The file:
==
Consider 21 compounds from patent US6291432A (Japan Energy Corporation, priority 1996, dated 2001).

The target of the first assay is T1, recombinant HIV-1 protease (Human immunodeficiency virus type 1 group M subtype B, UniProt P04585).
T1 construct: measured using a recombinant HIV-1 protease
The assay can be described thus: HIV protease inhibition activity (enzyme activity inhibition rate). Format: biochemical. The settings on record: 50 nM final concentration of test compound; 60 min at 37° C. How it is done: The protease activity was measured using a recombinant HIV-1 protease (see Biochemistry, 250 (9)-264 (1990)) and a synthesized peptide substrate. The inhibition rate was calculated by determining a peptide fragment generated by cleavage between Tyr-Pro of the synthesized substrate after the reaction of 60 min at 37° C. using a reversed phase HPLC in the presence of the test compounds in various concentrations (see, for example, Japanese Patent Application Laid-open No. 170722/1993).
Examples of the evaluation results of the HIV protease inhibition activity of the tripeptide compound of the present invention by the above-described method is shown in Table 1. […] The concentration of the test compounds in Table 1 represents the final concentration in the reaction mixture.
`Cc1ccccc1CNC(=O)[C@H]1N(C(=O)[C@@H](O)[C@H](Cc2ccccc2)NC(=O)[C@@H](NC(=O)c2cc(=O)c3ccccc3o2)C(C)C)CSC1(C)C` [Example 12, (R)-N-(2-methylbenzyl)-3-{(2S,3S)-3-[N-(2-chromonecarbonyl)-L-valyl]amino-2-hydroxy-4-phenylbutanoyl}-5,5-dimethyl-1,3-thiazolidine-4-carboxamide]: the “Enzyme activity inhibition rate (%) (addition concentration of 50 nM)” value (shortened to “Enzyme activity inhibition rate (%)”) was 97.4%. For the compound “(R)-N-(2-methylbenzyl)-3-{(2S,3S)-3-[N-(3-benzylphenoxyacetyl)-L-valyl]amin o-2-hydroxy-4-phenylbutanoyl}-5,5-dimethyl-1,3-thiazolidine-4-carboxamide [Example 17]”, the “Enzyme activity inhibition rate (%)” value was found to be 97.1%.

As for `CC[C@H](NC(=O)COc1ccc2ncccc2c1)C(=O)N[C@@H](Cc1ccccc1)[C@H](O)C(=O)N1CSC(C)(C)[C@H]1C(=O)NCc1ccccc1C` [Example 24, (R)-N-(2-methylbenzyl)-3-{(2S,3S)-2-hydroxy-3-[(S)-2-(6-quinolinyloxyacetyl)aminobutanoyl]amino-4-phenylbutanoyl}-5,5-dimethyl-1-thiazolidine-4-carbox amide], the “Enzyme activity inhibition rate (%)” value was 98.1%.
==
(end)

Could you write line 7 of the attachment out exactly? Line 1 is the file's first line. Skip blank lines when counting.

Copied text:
As for `CC[C@H](NC(=O)COc1ccc2ncccc2c1)C(=O)N[C@@H](Cc1ccccc1)[C@H](O)C(=O)N1CSC(C)(C)[C@H]1C(=O)NCc1ccccc1C` [Example 24, (R)-N-(2-methylbenzyl)-3-{(2S,3S)-2-hydroxy-3-[(S)-2-(6-quinolinyloxyacetyl)aminobutanoyl]amino-4-phenylbutanoyl}-5,5-dimethyl-1-thiazolidine-4-carbox amide], the “Enzyme activity inhibition rate (%)” value was 98.1%.